I am doing my best to meet you on the other side too John 🙂 My consumer debt will probably be paid off by the end of 2013 and then I can concentrate on my student loans. You nailed it when you said a paradigm shift is needed to change your spending ways. Nothing magically happened to me overnight to change me from a spender to a saver except I just realize that as hard as it may be I can pay off this debt. It’s hard but not impossible.

    • John says:

      I know you are GMD, and I think you’re doing great. Having that consumer debt taken care of will be great. I remember when I paid my cards off it was such a relief that I could then throw all of my focus at my loans. I agree, it is hard, (there is no doubt about that) but definitely not impossible. Keep up the great work! 🙂

  • Alan@escapingmydebt says:

    Great post John. My wife and I are still on the wrong side of things but slowly we are going to get to financial freedom. Just may take a little longer than expected. A think it was about 18 months to 2 years ago when things clicked for us that we really needed to get out of debt as we were still living free.

    • John says:

      Thanks Alan! Having that click go off in your head is definitely what it takes to achieve victory over the debt. Keep up the great work, the freedom is worth it.

  • Grayson @ Debt Roundup says:

    Good post John. I remember those days. I just kept spending because I didn’t want to face the facts. Once I finally put everything on paper and cried a little because I realized I would be paying debt until I am dead, I finally just said NO! I didn’t want to do it anymore, so I decided to work my way out. It was tough, but I did it with a lot of encouragement from my wife and just watching my spending.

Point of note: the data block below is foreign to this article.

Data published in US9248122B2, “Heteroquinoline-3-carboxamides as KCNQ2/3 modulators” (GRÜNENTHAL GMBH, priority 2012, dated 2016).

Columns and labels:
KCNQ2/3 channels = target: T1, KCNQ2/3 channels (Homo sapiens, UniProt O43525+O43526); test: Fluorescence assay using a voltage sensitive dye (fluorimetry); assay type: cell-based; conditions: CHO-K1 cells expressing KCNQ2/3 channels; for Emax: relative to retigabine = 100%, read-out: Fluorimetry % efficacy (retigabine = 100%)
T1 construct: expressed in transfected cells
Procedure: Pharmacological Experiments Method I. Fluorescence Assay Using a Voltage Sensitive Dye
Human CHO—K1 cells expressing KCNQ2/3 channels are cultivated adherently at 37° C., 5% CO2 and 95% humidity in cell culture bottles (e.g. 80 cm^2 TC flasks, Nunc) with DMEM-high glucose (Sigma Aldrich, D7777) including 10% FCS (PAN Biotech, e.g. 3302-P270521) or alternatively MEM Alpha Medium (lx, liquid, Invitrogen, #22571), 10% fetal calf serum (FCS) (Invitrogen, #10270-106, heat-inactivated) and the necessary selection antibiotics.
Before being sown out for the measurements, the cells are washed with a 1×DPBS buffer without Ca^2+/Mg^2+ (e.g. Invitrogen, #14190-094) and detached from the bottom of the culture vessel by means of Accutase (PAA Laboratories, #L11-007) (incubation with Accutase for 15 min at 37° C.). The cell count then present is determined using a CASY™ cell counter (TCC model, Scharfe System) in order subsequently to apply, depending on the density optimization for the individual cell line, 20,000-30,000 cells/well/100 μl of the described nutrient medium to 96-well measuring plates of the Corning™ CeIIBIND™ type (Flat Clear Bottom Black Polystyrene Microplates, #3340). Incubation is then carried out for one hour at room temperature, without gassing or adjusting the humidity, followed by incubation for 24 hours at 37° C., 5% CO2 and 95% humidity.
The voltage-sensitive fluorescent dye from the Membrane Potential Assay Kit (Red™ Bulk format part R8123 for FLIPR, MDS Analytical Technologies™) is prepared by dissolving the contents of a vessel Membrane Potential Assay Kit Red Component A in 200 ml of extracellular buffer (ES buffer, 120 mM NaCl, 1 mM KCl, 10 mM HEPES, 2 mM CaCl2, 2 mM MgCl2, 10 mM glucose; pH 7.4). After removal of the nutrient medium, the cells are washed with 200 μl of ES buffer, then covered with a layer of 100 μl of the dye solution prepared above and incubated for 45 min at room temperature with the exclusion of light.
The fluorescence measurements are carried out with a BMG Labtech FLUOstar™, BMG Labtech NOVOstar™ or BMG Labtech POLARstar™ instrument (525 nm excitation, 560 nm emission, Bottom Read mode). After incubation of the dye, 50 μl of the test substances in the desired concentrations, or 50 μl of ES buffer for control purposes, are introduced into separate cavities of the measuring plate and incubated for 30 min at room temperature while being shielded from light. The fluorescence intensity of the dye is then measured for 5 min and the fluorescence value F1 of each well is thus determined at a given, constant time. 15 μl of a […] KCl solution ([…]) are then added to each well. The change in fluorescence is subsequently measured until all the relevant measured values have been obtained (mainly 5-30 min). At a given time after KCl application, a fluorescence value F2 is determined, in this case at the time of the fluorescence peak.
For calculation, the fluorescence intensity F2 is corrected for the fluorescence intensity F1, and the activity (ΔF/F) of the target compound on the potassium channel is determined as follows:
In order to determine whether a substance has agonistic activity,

• John says:

      Thanks Grayson! I can definitely relate to that situation. I saw it as being willing to continue living life that way or achieving freedom from the slavery I was putting myself in. I agree, it is tough, but well worth it in the end.

  • Kim@Eyesonthedollar says:

    I didn’t discover the power credit can have over you until after school, but you still end up in the same situation. I always thought of an elephant standing on my chest instead of a piano, but any large, heavy object will do. It does seem hopeless, but I’m glad you chose to take responsibility for your debts. I don’t judge anyone who has to file for bankruptcy, but I think I would have felt like I still needed to repay my debts. I used to think credit cards could buy fun and happiness, but it’s really much more fun on the other side.

    • John says:

      I could not agree more Kim, the fun is on the other side. I agree, that I do not judge people for declaring bankruptcy, as we all have different situations. I look back though, and am thankful for all the lessons I learned by going through it.

  • David says:

    Great Post John! When I first started dating my girlfriend, I found out how much debt she was in and what has caused her to accumulate all that debt. I helped her put it all on paper and worked out numbers with her. She was a student at the time so I helped her make some payments once our relationship became more serious and now she is almost fully debt free.
    The best way to approach debt is to tackle it head-on!

    • John says:

      Thanks David! Putting the numbers on paper is painful, but it is so helpful. I agree, tackling it head on is the way to go. Thanks for stopping by!

      • David says:

        No problem. I am in the process of putting together a similar piece on tackling debt and different strategies for it. I’ll let you know when I am done!

  • Jim says:

    Well said John, I think that education is the key here. I was never taught the pitfalls of debt from my parents, probably because they were struggling with it. There needs to be a channel for kids to learn this stuff, because it doesnt seem like they do at school. Maybe there are organizations who go into schools and have seminars to teach kids the ins and outs of debt, if not there needs to be.

    • John says: